Interkosmos (2006) opened NYUFF and it brings up a good question: why must the socialist musical be a dead genre? This feature debut by Jim Finn is the much anticipated sequel to his 2002 short wüstenspringmaus, about the behavior of the capitalist gerbil. At the NYUFF screening, Finn confessed to being “obsessed with Communism,” and his resurrection of stereotypically crude Eastern Bloc propaganda aesthetics was much appreciated by a packed house of hipster-nerds. The mockumentary is made from “found footage” Finn actually made himself with the help of cinematographers Dean DeMatteis and Butcher Walsh, who screwed up the exposures to give a faded, Cold War-era feel to the images. The title describes a real international Communist space program from the ’70s, but this East German Interkosmos project is invented: the characters—played by actors, crew members, and the director (as Cosmonaut Falcon)—are on a mission to establish a colony, as well as a library to house Marxist materials, on the moons of Jupiter and Saturn. Interspersed among shots of cosmonauts sleeping and NASA footage of space are black and white snippets of a dinner party that Finn modeled after photographs he had seen of Communist bureaucrats actually looking like they are having fun. The soundtrack incorporates readings from the Communist Manifesto, a Kraut-rock score (produced by musicians Jim Becker and Colleen Burke), and even a Busby Berkeley-ish musical number with a field hockey team creating sickle and hammer patterns. – mondokims link

(Falso) documentário musical sobre uma ambiciosa missão espacial (falhada) de colonização das luas de Júpiter e Saturno na década de 70, com números de dança a ecoar as cornucópias visuais de Busby Berkeley. Podia ser um sonho alucinogénico em que os anos dourados de Hollywood se encontram com a Alemanha de Leste comunista. Isto é INTERKOSMOS, uma fantasia em longa-metragem realizada pelo americano Jim Finn, com um visual retro-socialista arrojado e uma banda-sonora de excepção. Material de arquivo, teorias da conspiração e uma história dramática reunem-se naquilo que Finn descreveu como “uma história de amor comunista e um hino fúnebre a uma experiência com 75 anos”.  – c7nema link (translation below)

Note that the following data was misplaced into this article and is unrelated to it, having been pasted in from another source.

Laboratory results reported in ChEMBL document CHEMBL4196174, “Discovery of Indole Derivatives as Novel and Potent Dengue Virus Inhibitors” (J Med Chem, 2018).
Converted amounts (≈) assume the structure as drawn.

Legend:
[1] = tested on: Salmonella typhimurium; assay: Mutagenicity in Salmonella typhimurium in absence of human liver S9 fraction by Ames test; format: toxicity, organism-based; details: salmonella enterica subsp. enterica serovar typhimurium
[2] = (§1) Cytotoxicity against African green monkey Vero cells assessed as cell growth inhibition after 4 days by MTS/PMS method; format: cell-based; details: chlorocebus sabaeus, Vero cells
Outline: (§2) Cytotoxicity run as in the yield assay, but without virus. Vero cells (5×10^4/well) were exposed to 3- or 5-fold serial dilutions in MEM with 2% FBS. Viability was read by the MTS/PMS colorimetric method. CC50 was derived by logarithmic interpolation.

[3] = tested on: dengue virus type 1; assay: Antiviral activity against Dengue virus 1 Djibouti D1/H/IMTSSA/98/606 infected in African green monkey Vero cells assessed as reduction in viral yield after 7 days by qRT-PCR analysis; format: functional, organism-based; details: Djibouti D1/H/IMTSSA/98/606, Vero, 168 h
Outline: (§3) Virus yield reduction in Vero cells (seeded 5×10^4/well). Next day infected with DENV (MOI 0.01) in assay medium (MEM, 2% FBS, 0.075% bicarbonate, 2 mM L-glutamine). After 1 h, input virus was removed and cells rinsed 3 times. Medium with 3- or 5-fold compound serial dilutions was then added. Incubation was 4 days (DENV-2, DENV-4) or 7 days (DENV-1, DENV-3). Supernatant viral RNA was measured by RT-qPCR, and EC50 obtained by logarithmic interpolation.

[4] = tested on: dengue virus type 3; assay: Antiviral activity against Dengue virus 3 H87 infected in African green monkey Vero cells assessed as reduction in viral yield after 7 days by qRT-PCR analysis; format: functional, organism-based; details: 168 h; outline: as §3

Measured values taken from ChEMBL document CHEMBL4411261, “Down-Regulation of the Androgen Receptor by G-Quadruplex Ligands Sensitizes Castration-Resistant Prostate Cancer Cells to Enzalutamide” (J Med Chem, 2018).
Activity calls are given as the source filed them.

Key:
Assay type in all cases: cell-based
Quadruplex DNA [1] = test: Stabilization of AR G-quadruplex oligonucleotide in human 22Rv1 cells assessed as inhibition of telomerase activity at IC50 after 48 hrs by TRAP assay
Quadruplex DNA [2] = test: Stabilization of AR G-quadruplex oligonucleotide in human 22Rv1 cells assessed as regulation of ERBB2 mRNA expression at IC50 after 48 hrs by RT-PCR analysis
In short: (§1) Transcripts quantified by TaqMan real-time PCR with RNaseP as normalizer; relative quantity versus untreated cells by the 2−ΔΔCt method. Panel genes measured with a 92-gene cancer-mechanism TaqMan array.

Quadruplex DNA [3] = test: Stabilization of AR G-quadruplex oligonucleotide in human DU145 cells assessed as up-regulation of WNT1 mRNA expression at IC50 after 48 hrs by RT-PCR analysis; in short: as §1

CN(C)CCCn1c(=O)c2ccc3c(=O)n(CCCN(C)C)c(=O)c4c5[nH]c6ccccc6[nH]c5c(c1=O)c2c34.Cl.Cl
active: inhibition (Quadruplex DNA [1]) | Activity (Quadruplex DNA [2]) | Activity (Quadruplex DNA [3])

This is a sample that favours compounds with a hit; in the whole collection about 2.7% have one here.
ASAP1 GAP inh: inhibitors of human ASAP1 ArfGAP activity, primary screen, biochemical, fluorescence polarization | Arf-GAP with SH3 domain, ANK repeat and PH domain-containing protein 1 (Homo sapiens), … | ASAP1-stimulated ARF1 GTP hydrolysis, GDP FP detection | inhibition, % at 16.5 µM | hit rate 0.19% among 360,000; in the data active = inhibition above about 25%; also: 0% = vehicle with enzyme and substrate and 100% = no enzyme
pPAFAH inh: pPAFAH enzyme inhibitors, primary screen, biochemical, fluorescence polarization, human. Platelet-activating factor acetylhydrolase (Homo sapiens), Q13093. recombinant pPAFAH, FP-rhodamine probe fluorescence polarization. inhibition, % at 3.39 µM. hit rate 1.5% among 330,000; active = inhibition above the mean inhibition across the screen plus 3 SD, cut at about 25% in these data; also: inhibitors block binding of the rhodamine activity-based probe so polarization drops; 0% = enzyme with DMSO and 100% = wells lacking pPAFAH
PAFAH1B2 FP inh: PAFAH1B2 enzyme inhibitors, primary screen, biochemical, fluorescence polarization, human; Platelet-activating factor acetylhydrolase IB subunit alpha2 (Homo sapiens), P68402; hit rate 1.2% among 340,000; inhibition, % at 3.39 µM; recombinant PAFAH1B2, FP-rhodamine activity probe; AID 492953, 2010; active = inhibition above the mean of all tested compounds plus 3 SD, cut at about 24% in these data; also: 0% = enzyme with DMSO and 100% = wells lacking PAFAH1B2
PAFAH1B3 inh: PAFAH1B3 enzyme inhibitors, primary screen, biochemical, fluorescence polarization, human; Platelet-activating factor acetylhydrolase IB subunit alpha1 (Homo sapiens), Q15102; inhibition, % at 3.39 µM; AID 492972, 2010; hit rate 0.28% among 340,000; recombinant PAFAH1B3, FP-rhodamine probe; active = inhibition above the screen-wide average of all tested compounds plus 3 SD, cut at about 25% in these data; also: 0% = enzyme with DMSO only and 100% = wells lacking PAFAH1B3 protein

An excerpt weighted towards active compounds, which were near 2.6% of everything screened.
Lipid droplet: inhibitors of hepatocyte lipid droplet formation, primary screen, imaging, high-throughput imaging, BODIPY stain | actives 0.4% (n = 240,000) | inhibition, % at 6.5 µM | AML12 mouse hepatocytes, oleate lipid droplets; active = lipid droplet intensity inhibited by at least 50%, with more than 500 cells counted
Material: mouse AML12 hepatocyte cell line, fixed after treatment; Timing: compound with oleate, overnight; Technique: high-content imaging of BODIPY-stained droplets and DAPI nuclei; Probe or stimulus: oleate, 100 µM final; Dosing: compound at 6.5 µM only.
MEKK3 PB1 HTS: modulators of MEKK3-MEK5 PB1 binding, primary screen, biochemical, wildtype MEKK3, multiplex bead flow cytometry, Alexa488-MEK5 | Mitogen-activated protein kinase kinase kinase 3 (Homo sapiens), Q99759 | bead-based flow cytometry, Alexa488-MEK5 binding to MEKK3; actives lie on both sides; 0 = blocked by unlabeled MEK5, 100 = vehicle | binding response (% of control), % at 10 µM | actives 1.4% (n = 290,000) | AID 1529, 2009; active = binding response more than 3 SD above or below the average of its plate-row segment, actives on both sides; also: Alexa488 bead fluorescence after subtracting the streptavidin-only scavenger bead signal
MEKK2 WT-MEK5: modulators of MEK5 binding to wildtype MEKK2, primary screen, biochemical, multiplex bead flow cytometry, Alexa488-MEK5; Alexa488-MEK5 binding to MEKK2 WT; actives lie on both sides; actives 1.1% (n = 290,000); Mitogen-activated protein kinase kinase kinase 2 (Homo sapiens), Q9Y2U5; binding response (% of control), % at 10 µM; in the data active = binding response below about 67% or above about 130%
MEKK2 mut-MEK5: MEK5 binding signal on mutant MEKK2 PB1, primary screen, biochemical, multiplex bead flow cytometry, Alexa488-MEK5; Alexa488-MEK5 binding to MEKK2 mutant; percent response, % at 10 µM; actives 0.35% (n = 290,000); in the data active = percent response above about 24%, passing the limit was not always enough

(False) musical documentary about an ambitious (failed) space colonization mission to the moons of Jupiter and Saturn in the 1970s, with dance numbers echoing the visual cornucopias of Busby Berkeley. it could be an hallucinogenic dream of the golden age of Hollywood meeting communist East Germany. That's Interkosmos - a feature-length fantasy directed by American Jim Finn with a retro-socialist visual style and an outstanding soundtrack. Archival footage, conspiracy theories, and a dramatic plot combine in what Finn calls "a communist love story and a funeral dirge to a 75-year-old experiment."

published in Dutch magazine Glamcult





"Jim Finn's Wustenspringmaus, a well-sprung, rear-screened account of a gerbil's life in the Seventies."
Guy Maddin, Film Comment

"La Ardilla (2004), an entry in Jim Finn's 'loteria' video series, samples a glowing Rocio Durcal and Juan Gabriel duet while the lovestruck Finn courts a skittish amour. As the legends croon, 'desde el principio / te quiero, te quiero, te quiero', Finn beckons tenderly, patiently, and finally has you, and the squirrel, nibbling from his seductively pursed lips."
Senses of Cinema

"Finn's chilling Super-Max is tour of maximum security prisons shot from a moving car, their hulking forms framed by telephone poles and power lines that divide landscape and sky. The concluding voice-over, making reference to Lewis and Clark, implicitly equates the European occupation of this continent with imprisonment."
Fred Camper, Chicago Reader

"El Moro [from la loteria series] (3:00, Jim Finn) A strangely sweet musical homage to the most lovable communist dictator the world has ever seen, set to the sweet soothing sound of Leonard Nimoy's " Ballad of Bilbo Baggins."
Clamor Magazine

Letterpressed Interkosmos poster designed by Dean DeMatteis and printed by Dexterity Press, Chicago